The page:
What to Do When You Witness a Dognapping Crime

Published: 6/30/2021

Dognappings are becoming an increasingly common crime in the US, with an estimated 2 million pups stolen each year. Whether it's your own pet or someone else's, it’s tricky to know what to do if you've witnessed a dognapping. 

While most pet parents know the dangers of leaving your dog in a car or tied up somewhere while you run an errand, there are plenty of other ways you can fall victim to heartless criminals looking to make some money off your fur-baby. Just witnessed a dognapping crime? Here are a few things you can do to help.


How to protect your dog from dognappings

There are many ways you can protect your doggo from dognappers and make them easier to recover if they are stolen. The best advice is to get a microchip

Many dognappers aim to steal pedigree or expensive-looking dogs with the hopes of selling them off to an unsuspecting buyer. By microchipping Tucker, it'll be much easier to track them down if they're taken to an animal shelter or a vet. 

While microchips don't work as a GPS, if scanned, they'll come up with a unique serial number that traces back to their pet parents. 

You should also consider neutering your dog. Some dognappers take pups for puppy farms and target purebreds to sell litter after litter of puppies. By neutering your dog, you can ensure they won't be targeted for this purpose. 

Another important tip is to be careful about who you speak to about your daily routine and your dog. Chatting with strangers at your local dog park is fun, but don't reveal too much about where you like to take your dog and how much you paid for your pupper.


What to do if you witness a dognapping

So what can you do if you witness a dognapping? It can be tricky if you're trying to report a dognapping that isn't your own, as you don't want to accuse someone of stealing a dog. 

If you're certain a dognapping has occurred, you can try calling your local police department and reporting the incident. Or, talk to people who were nearby to see if you can identify the true owner so they can take further action. 

If you're unsure about what's happened and you don't want to go straight to the police, immediately record any information you can remember about the dog and the assailant while it's fresh in your memory. You can then talk to people who also witnessed the crime to see if you can find out who the dog actually belongs to.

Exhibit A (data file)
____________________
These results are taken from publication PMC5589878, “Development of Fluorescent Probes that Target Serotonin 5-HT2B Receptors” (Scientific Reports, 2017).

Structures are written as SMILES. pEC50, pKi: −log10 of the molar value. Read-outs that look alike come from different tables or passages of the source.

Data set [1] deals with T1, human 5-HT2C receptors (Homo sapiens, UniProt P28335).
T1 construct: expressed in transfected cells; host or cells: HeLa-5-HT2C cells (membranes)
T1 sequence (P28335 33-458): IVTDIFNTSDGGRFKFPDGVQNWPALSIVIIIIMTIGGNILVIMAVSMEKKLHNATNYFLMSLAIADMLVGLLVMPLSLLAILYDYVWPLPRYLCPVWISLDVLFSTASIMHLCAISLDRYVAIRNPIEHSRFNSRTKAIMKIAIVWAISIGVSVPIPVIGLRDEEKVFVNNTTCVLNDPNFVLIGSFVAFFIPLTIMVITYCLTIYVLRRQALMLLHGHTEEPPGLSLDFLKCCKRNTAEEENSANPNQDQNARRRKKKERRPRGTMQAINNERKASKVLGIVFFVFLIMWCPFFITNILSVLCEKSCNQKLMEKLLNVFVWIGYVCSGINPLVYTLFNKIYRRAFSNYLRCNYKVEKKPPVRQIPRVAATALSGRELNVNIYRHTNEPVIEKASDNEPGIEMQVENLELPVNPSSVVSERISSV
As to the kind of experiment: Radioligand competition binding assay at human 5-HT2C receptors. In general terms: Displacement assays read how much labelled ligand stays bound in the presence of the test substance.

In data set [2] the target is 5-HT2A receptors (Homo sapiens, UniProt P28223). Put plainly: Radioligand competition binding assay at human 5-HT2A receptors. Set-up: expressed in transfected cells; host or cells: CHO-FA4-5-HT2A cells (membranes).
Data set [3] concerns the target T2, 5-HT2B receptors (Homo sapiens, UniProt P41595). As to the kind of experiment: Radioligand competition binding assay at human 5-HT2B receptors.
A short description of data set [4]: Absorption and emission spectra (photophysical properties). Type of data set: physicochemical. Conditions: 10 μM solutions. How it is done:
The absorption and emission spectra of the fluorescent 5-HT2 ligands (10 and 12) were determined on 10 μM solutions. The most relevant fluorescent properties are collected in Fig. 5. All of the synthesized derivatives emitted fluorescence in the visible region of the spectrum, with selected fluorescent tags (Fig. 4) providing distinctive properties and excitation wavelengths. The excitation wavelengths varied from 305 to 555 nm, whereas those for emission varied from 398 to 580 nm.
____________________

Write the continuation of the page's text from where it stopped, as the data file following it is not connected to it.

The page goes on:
What to do if your dog is dognapped

If your own dog has been dognapped and you've already reported the crime, there are several things you can do to help recover your fur-baby. 

For starters, you can try making fliers to post at local dog parks, nearby shelters, and across your city. Add a picture, information about where they were last seen, and a 24/7 contact number. You may also want to say that your dog needs urgent medical attention, as this may cause people to be extra diligent in finding your pup.

There's a good chance the person who stole your dog may be looking to sell them on, so keep an eye on ads in newspapers and online in your city and nearby in case you find a dog that looks similar to yours. 

You can also try calling all animal shelters in a 50-mile radius to see if your dog has been handed in. As a last resort, try returning to the area your dog was taken after dark, and try calling their name. They may have run off or escaped, and lower street noise will take it easier for them to hear and find you. 

If you think you've found the person who took your dog, don't approach them. Call local law enforcement or animal control, which can help you recover your dog safely and with minimal conflict.


Adopt, don't shop

One of the best ways to avoid dognapping (or being accidentally involved) is to adopt your dog and don't shop for an expensive designer breed. Small pedigrees like French Bulldogs are common targets, as they're expensive and easy to carry off. 

By adopting a mutt from a shelter, you'll be able to give a stray dog in need a good home and won't have to worry so much about your expensive fur-baby being targeted by dognappers. There's also a chance that if you buy online, you'll accidentally purchase a pup that's been the victim of a dognapping.


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